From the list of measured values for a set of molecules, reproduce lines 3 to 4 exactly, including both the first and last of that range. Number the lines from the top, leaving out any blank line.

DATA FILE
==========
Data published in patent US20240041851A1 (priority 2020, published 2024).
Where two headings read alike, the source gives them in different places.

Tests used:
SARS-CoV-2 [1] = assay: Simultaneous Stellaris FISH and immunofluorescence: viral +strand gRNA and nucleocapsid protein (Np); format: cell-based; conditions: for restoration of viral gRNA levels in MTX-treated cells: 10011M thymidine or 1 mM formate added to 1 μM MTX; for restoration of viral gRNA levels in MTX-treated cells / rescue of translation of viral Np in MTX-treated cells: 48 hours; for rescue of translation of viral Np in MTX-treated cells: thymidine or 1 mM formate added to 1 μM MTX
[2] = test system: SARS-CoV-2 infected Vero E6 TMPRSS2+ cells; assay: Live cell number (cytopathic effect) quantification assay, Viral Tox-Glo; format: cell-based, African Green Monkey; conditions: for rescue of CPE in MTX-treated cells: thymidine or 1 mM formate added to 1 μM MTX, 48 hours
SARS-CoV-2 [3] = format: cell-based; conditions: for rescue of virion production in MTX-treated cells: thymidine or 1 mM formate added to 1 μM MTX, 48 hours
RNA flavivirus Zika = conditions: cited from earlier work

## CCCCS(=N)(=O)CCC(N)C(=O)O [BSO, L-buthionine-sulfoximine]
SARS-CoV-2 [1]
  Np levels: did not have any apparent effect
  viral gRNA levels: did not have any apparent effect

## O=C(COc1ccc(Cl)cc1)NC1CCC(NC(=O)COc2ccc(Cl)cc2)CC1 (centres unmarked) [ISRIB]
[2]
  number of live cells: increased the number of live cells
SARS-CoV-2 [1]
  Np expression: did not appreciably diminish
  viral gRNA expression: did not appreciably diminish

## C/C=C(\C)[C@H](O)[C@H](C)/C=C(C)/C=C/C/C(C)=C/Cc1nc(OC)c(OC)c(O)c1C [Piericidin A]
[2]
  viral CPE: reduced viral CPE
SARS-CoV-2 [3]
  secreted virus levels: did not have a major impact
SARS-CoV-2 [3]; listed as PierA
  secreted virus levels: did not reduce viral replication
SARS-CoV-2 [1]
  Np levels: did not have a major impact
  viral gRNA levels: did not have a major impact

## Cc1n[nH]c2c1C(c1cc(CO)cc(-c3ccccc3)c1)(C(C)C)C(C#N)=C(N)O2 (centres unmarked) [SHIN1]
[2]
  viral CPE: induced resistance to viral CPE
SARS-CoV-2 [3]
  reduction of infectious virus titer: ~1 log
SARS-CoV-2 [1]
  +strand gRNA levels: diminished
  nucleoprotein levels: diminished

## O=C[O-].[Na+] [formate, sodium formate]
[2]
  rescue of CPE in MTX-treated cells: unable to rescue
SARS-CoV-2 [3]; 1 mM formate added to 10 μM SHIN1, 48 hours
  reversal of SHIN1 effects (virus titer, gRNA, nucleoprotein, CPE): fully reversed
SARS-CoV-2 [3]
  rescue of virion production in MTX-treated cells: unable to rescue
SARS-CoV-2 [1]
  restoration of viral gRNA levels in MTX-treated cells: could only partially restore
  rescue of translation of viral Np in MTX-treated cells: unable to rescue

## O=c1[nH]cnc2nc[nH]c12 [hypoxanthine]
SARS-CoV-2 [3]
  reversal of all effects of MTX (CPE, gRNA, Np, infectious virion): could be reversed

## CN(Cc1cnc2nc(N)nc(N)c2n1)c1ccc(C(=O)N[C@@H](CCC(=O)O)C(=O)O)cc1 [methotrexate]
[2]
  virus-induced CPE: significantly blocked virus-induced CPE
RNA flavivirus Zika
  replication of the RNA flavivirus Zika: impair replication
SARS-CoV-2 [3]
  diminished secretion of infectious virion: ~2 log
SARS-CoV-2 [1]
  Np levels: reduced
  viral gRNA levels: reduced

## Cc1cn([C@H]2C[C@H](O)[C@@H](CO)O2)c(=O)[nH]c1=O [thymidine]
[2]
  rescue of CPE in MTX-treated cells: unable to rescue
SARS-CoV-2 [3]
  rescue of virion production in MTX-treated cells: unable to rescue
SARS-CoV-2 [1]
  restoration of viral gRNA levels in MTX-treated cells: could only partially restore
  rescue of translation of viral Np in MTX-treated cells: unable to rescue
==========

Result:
Tests used:
SARS-CoV-2 [1] = assay: Simultaneous Stellaris FISH and immunofluorescence: viral +strand gRNA and nucleocapsid protein (Np); format: cell-based; conditions: for restoration of viral gRNA levels in MTX-treated cells: 10011M thymidine or 1 mM formate added to 1 μM MTX; for restoration of viral gRNA levels in MTX-treated cells / rescue of translation of viral Np in MTX-treated cells: 48 hours; for rescue of translation of viral Np in MTX-treated cells: thymidine or 1 mM formate added to 1 μM MTX